Symantec discovered eight potentially unwanted applications (PUAs) into the Microsoft Store that were dropping cryptojacking Coinhive miners.

experts at Symantec have discovered eight potentially unwanted applications (PUAs) into the Microsoft Store that were dropping cryptojacking Coinhive miners.

The removed are Fast-search Lite, Battery Optimizer (Tutorials), VPN Browsers+, Downloader for YouTube Videos, Clean Master+ (Tutorials), FastTube, Findoo Browser 2019, and Findoo Mobile & Desktop Search.

Cryptojacking apps  - Cryptojacking apps - Cryptojacking Miners for the first time on the Microsoft StoreSecurity Affairs

The malicious Monero (XMR) Coinhivecryptomining scripts were delivered leveraging the ’s legitimate Google Tag Manager (GTM) library.

The GTM tag management system allows developers to inject JavaScript and HTML content within their apps for tracking and analytics purposes.

“Users may get introduced to these apps through the top apps lists on the Microsoft Store or through keyword search. The samples we found run on , including Windows S Mode.” reads the analysis published by Symantec.

“As soon as the apps are downloaded and launched, they fetch a coin-mining JavaScript library by triggering Google Tag Manager (GTM) in their domain servers. The mining script then gets activated and begins using the majority of the computer’s CPU cycles to mine Monero for the operators.”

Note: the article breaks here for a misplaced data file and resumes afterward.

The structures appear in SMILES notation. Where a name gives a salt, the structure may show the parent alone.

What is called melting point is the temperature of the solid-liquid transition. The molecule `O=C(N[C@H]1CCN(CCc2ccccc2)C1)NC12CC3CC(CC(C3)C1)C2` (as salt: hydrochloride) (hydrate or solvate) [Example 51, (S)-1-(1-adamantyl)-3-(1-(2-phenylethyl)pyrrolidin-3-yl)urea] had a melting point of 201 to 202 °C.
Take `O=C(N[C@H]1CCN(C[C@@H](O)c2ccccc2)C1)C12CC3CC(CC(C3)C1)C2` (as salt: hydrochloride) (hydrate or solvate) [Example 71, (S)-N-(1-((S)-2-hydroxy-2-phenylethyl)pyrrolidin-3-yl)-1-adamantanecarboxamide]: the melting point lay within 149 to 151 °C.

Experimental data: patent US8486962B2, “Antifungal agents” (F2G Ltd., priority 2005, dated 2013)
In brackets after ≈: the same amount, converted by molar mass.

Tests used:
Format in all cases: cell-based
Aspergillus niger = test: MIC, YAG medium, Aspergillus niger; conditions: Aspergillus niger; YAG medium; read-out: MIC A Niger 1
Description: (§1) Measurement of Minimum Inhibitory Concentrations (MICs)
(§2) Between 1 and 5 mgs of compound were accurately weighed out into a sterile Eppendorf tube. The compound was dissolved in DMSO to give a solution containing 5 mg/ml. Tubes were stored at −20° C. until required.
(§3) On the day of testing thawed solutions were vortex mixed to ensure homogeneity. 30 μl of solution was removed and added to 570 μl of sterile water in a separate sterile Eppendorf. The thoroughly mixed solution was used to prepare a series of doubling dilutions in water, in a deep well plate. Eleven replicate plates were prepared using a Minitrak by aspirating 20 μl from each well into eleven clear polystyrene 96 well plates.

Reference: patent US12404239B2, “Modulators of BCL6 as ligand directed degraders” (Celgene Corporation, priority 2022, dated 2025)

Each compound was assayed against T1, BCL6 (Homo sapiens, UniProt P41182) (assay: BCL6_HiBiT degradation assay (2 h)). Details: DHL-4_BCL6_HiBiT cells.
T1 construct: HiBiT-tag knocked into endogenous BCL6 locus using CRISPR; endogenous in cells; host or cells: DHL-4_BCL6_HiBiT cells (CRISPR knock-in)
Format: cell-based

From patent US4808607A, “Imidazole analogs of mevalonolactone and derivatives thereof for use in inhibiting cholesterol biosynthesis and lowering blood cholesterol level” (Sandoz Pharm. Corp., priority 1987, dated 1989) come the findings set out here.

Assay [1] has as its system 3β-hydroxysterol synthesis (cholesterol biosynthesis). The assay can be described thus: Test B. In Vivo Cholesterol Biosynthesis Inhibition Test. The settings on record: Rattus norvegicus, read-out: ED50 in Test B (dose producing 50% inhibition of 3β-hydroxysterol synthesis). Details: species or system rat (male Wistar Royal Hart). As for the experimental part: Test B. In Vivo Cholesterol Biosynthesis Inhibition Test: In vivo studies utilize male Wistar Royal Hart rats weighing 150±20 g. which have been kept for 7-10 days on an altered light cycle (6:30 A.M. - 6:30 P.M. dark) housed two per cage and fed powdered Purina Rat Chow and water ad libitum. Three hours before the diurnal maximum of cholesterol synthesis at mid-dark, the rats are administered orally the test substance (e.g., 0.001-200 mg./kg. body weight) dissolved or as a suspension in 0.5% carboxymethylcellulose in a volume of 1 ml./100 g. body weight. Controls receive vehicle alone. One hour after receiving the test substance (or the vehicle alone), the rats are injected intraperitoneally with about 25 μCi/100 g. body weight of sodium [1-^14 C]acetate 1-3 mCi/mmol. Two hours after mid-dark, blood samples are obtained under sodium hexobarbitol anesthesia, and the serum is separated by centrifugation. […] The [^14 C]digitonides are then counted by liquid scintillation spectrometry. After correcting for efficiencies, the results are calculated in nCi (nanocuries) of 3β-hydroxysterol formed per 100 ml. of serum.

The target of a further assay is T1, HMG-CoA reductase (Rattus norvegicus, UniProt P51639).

The malicious apps were added to the Microsoft Store between April and December 2018.

Unlike Google , Microsoft Store doesn’t share information on the number of downloads installed on numerous devices, but experts pointed out that the apps have a large number of fake ratings, there were almost 1,900 ratings posted for these applications.

Once one of the apps is downloaded and launched, it fetches a cryptojacking JavaScript library by triggering Google Tag Manager (GTM) in their domain servers. Then the mining script is activated and starts abusing devices resources to mine Monero cryptocurrency.

After snooping on the network traffic between the apps and their command-and-control servers, Symantec was able to find out that they were using a variant of the JavaScript-based Coinhive miner script, a well-known tool used by threat actors as part of cryptojacking campaigns since September 2017 when it was launched.

The analysis of the network traffic associated with the apps allowed the researchers to find the hosting server for each app. All the servers have the same origin, the apps were likely published by the same developers under different names.

Symantec provided the following recommendations to mitigate the threat:

  • Keep your software up to date.
  • Do not download apps from unfamiliar sites.
  • Only install apps from trusted sources.
  • Pay close attention to the permissions requested by apps.
  • Pay close attention to CPU and memory usage of your computer or device.
  • Install a suitable security app, such as Norton or Symantec Endpoint Protection, to protect your device and .
  • Make frequent backups of important data.

Pierluigi Paganini

(SecurityAffairs – cryptojacking Coinhive miners, malware)






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